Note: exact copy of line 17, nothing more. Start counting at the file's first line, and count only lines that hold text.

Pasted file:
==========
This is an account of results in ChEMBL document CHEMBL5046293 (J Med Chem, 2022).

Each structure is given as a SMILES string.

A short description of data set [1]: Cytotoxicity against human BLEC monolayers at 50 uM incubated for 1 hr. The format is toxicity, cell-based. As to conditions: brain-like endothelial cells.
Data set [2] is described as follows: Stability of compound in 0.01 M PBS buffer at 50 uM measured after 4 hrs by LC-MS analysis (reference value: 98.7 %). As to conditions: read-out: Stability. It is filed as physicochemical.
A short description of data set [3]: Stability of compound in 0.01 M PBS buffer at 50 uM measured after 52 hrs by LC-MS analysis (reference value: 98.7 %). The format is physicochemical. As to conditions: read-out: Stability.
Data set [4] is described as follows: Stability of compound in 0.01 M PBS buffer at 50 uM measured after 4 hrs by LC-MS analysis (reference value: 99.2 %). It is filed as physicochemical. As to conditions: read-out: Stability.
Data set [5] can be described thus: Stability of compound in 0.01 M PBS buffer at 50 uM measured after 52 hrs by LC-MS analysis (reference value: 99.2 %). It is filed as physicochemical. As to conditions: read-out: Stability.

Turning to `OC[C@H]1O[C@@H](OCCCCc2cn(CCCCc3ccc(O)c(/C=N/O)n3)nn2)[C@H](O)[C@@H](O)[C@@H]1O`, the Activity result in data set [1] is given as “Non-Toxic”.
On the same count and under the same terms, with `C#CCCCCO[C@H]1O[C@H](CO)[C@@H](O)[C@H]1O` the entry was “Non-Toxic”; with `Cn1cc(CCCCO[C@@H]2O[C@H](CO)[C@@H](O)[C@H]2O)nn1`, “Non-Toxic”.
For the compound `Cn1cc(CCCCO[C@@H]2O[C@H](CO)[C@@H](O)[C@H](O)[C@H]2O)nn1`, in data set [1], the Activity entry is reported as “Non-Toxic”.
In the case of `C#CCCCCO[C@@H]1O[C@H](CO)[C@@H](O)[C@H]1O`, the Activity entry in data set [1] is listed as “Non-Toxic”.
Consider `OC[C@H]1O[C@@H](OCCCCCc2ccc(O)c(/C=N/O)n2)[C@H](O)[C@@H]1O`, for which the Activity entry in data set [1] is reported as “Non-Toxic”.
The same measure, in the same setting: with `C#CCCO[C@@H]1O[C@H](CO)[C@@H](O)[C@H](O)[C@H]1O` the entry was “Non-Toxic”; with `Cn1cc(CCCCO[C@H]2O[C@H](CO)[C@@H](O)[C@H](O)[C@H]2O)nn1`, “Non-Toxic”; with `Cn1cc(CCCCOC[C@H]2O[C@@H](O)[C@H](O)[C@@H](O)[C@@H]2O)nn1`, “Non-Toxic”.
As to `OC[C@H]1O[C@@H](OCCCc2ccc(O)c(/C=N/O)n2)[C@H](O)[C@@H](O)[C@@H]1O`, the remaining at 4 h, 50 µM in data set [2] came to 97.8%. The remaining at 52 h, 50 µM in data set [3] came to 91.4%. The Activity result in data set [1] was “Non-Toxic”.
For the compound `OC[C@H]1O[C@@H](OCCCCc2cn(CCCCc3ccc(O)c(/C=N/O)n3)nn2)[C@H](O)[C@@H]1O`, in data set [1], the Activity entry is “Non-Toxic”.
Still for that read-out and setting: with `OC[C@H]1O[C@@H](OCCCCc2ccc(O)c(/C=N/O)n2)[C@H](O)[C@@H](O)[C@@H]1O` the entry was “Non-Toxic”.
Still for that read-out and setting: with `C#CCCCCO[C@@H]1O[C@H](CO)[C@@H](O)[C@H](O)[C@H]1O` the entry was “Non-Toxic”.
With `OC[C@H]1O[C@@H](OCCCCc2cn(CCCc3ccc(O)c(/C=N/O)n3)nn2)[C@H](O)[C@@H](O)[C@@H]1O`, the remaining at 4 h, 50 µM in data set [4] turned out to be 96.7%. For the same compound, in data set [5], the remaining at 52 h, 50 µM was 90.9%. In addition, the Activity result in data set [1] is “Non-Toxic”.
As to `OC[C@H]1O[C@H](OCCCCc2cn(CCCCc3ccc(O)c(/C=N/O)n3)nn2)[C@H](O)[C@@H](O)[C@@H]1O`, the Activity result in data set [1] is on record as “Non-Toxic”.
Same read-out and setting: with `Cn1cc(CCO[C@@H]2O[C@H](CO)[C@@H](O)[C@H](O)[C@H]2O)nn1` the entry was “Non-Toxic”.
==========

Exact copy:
Still for that read-out and setting: with `C#CCCCCO[C@@H]1O[C@H](CO)[C@@H](O)[C@H](O)[C@H]1O` the entry was “Non-Toxic”.